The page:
The project will utilise the Things Network that covers a large proportion of Greater Manchester and communities across the North with free and open Internet of Things connectivity and will allow the project team to design and connect sensors and analytics platforms seamlessly to the internet. The power of the project will come from the ability to share an appropriate amount of data across portfolios of buildings and also to the wider community as open data. Enabling insight to be gathered across the city.

The sensors

Designed and provided by Sensorstream, the sensors will have the capability to measure temperature, light, humidity and occupancy as well as a variety of other relevant conditions. The sensors are discrete measuring approximately 90mm x 130mm, lightweight and powered by a 3V AA batteries that can, depending on setup, operate over many years.

The network

The sensors connect to Manchester’s public Long Range Wide Area Network managed by Things Manchester. This commons-based network provides the capability for communities throughout Greater Manchester to connect internet of things enabled devices for free.

The analysis

Data from the sensors is aggregated into a dashboard interface that shows the operating characteristics over time, enabling the planning of control measures or behavioural change initiatives.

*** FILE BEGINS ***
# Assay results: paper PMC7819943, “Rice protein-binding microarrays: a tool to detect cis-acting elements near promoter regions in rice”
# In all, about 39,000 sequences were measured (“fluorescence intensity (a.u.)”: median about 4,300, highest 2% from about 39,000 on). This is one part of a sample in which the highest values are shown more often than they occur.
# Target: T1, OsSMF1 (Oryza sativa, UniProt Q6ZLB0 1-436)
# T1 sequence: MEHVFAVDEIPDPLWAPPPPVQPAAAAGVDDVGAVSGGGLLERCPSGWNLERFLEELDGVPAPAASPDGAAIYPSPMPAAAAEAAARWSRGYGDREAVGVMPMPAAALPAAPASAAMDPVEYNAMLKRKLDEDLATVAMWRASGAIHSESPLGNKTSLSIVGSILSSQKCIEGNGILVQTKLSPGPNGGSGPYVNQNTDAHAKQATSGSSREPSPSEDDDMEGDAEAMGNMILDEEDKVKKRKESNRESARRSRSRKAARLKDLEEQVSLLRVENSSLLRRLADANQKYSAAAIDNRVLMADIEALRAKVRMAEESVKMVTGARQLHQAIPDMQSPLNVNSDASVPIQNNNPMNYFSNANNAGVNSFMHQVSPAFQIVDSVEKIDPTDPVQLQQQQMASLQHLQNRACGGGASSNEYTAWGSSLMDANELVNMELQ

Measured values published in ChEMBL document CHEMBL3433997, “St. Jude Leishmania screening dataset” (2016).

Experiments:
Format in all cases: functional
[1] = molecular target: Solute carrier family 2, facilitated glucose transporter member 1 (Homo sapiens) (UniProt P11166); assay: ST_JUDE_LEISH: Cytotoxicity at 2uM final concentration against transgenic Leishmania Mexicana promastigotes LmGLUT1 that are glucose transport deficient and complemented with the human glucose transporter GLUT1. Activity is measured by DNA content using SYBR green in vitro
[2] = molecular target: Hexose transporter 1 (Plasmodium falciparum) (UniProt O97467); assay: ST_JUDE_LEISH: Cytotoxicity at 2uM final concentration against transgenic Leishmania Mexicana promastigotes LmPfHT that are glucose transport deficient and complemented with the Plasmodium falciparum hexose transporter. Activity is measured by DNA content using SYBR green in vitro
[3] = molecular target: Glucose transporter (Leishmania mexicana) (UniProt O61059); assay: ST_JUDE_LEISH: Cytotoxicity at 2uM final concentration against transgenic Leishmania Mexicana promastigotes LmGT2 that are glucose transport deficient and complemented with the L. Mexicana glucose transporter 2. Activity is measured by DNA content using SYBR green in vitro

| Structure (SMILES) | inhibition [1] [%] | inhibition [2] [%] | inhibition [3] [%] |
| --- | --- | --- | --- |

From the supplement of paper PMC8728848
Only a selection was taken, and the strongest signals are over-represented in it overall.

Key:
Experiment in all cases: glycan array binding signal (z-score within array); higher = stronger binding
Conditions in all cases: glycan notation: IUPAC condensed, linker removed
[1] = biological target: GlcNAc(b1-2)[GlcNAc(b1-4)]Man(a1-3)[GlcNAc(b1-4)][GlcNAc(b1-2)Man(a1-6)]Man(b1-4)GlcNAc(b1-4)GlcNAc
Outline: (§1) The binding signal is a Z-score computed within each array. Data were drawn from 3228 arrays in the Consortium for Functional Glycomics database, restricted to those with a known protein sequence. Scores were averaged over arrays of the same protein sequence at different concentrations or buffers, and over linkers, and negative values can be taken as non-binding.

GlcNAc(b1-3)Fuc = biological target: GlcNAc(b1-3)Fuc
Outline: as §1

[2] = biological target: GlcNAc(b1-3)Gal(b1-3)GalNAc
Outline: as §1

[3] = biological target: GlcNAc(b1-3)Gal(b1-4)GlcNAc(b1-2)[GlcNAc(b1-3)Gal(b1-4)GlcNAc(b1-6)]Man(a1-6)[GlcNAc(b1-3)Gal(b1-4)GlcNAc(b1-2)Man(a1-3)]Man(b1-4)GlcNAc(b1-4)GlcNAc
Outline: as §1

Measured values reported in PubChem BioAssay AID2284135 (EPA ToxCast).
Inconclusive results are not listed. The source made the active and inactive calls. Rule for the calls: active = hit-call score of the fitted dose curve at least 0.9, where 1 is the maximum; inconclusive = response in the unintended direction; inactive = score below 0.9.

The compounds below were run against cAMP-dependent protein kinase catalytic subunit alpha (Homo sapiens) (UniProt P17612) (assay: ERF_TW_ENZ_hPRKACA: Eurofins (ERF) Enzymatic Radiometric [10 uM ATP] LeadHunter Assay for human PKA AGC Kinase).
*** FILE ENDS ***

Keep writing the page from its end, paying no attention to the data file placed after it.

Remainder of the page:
The Framework

The main focus of the project is the development of a framework that will help building owners and operators understand the data that buildings can produce and create a consent mechanism so that data can be shared and released as open data. There are many reasons why the release of this data may be contentious and the Knowable Building Framework seeks to work with building owners to identify and understand these reasons, the risks and the mitigations.

The How

Over the next two months the pilot sensor environment will be installed in Federation and will be used as the basis of the framework. Open Data Manchester will also be running a series of workshops in Rennes and Manchester with building owners, technologists and city officials to try and understand the challenges and utility of sharing building performance data.

The framework will be designed as an open source tool that can then be used to develop similar consent mechanisms for sensor data in other scenarios.

For more information contact Julian Tait julian[at]opendatamanchester[.]org[.]uk

Knowable Building Framework

Aider les Propriétaires de bâtiments à faire des économies d’argent, d’énergie et à préserver l’environnement.